him pounded corn. [Question.] He stayed several months and then re- 
turned. [Question.] I liked him because I was still small. I called him 

One time Alomale, Fanlani, Maraima, and Kolfani [all siblings or 
cousins] were staying with mother and father. I was still small. Alomale 
and Fanlani went to hunt rats near the Limbur ravine. A rat went down 
a very steep slope. Alomale followed it and rolled down the slope. He 
was dead. People carried him to Mainmelang. Many women cried for 
him. But when he got back to Mainmelang he came to life again. 

Fanlani's wife was Tilamau. I was still so small I couldn't talk clearly. 
Tilamau fondled me and took me to a dance. She danced holding me in 
her scarf. [Question.] I myself remember this [i.e., it was not hearsay]. 
When Fanlani died Tilamau wanted Alomale, but Alomale stole 
three small ears of corn from Lakamobi's garden. Lakamobi took Tila- 
mau as wife to pay the debt, just for three small ears of corn. Now 
Lakamobi doesn't pay Tilamau's bride-price. He just took her. [Inac- 

One time father, I, and Kolaka's husband, Mailang of Hatoberka, 
were all at Hatoberka. The three of us went down into the ravine to get 
crabs. A young spirit bird flew up. Mailang shot and missed. He shot all 
his arrows. Then father gave him his bird arrow and he hit the bird. 
When we got back to Hatoberka, Ataboi bought the spirit bird and 
cooked and pounded corn. We ate. Father got a Vifal moko as the 
second seller of the bird. 

Once we were near Fiyaipe cutting a garden. Three men were shar- 
ing the work and the crop. At burning time we went down to the river 
to hunt for crayfish and eels near the place called Talmang. We drained 
a pool and got an eel about the size of my wrist. Then we saw another 
as big as my calf. Fanlaka shot it and jumped into the water after it. We 

F ant an the Interpreter 365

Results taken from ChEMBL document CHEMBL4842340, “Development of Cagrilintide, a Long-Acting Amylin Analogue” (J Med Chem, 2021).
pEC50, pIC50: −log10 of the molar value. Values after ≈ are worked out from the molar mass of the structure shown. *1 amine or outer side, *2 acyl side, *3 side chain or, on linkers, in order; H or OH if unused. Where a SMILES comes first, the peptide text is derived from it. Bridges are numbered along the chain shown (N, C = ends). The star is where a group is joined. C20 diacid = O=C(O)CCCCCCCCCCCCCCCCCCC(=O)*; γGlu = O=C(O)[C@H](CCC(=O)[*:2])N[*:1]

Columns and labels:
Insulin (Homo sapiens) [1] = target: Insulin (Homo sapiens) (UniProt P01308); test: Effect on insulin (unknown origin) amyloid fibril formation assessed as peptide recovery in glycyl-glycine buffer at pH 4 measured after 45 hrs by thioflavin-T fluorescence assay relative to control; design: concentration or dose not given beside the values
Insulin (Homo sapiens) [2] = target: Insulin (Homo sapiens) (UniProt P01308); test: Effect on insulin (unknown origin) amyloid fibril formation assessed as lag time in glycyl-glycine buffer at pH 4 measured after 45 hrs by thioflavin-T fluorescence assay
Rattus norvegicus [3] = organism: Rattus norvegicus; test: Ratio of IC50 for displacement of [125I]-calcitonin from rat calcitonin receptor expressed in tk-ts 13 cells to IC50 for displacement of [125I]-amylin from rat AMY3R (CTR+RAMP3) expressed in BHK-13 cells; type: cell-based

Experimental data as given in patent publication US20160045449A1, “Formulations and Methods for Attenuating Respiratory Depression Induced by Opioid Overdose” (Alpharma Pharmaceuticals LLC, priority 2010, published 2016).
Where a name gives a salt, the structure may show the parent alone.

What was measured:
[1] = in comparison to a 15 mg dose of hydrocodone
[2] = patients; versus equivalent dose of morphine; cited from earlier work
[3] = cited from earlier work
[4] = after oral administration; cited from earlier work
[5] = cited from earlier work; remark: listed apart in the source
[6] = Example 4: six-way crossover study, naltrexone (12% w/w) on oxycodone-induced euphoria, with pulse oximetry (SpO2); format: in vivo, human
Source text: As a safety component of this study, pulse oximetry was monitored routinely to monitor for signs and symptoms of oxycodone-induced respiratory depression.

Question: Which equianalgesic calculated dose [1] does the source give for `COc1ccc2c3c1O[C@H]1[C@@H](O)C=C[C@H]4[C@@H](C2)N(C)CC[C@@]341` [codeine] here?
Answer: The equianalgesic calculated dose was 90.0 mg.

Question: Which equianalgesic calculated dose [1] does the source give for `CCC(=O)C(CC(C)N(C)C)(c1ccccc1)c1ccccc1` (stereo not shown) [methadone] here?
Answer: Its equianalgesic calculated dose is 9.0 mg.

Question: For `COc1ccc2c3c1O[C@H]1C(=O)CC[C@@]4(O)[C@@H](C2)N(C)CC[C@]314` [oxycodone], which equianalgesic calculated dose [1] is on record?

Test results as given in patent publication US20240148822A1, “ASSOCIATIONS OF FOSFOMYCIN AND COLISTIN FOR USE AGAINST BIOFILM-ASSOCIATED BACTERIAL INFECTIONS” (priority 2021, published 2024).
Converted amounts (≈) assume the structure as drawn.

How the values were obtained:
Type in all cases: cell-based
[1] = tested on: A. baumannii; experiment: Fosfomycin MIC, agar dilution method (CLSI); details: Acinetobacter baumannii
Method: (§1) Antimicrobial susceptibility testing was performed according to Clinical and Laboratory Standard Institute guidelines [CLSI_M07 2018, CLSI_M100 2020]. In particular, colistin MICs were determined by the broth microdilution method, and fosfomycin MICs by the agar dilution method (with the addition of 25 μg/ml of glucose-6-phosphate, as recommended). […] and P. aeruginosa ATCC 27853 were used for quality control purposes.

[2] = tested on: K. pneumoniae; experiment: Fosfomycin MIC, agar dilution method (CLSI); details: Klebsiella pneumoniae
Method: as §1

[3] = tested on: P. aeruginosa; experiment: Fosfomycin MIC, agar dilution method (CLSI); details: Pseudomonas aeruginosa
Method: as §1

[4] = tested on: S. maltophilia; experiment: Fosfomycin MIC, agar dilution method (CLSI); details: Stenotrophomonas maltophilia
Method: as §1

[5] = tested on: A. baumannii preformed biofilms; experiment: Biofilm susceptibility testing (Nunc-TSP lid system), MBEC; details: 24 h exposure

also got a basketful of crabs and crayfish. The smaller eel we ate and 
the larger one we brought back to the garden. 

[I commented, "This morning you are riot saying what you think or 
feel."] Before I went to Kalabahi, when I was maybe thirteen or four- 
teen, my friends Senmani, Sefatcha, and Samuel and I played. Senmani 
said, "We must get sweet potatoes and young corn and go down to the 
Limbur ravine to play and bathe." We hunted and got three rats first. 
Then we went to the ravine. Senmani made a fire with a strike-a-light. 
We cooked the rats, pounded up the sweet potatoes, mixed the inner 
organs of the rats with them, and cooked them in a bamboo tube. Then 
Senmani said we must go look for eels and crabs. I looked in a pool near 
our camping place. There was an eel. I had only a bird arrow and was 
drawing it when Atapada came. He was crazy; a spirit had already 
possessed him. The others all ran and hid. Atapada came to me and 
raised his knife over my head, saying he was going to kill me. I was not 
afraid. I talked quietly to him and said I had an eel that I would share 
with him. Atapada's body was thin because his spirit possessed him. He 
sat down near me and I shot the eel. The other boys came. We gave 
Atapada the head, the tail, and the inner organs. Each of the rest of us 
had only a small piece. Atapada also ate our rats. [Pause.] We played 
there and only returned to the village late in the afternoon. 

[Pause. I asked, "Did you dream last night?" He answered that he 
hadn't. Very long pause. He sat and sniffed, picked his nose, rubbed his 
ears, and shifted about. I looked at him. We smiled at each other and he